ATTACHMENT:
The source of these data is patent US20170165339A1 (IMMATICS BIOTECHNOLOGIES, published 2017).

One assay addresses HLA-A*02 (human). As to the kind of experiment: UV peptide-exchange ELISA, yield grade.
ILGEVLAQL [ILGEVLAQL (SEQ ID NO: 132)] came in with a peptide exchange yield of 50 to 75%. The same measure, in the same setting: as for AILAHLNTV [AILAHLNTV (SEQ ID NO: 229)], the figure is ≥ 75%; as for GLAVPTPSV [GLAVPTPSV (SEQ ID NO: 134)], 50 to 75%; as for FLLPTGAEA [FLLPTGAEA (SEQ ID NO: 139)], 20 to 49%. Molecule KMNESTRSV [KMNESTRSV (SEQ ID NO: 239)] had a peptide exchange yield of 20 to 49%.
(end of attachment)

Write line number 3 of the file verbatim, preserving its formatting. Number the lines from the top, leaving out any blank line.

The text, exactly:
ILGEVLAQL [ILGEVLAQL (SEQ ID NO: 132)] came in with a peptide exchange yield of 50 to 75%. The same measure, in the same setting: as for AILAHLNTV [AILAHLNTV (SEQ ID NO: 229)], the figure is ≥ 75%; as for GLAVPTPSV [GLAVPTPSV (SEQ ID NO: 134)], 50 to 75%; as for FLLPTGAEA [FLLPTGAEA (SEQ ID NO: 139)], 20 to 49%. Molecule KMNESTRSV [KMNESTRSV (SEQ ID NO: 239)] had a peptide exchange yield of 20 to 49%.